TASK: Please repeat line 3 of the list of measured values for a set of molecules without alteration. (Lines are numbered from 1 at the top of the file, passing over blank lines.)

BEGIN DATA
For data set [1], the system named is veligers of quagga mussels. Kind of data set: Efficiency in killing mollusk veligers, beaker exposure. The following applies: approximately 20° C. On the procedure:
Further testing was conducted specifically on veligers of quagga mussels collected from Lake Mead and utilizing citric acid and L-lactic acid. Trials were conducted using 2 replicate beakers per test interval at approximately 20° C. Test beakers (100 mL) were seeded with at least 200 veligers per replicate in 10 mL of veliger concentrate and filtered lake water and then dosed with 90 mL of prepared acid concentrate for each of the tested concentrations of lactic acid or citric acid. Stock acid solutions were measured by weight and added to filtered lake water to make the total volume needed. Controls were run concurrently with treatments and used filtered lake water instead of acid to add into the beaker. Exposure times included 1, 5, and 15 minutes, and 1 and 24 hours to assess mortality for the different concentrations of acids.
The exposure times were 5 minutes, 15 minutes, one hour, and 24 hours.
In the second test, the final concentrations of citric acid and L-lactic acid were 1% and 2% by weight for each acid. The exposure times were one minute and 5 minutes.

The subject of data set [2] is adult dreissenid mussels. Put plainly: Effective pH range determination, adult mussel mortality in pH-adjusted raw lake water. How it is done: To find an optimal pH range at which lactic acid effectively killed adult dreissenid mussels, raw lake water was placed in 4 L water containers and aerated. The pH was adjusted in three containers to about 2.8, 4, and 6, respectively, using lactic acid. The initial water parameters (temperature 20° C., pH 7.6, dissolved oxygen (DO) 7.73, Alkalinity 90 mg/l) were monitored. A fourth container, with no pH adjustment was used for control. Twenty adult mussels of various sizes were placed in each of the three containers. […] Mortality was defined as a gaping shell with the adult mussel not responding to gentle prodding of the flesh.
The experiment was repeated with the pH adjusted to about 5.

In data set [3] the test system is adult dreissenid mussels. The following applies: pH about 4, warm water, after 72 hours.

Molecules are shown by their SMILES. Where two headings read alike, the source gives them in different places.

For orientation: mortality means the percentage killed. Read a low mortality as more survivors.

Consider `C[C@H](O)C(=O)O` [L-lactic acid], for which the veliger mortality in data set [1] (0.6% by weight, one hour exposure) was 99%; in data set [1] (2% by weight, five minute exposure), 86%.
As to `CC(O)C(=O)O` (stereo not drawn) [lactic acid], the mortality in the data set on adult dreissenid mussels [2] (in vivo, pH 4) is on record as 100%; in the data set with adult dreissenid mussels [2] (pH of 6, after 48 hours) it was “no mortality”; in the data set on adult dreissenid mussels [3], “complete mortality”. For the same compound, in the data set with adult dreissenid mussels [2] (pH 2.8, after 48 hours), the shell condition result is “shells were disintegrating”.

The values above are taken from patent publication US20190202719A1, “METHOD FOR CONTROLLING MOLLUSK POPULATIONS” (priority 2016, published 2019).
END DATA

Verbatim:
The exposure times were 5 minutes, 15 minutes, one hour, and 24 hours.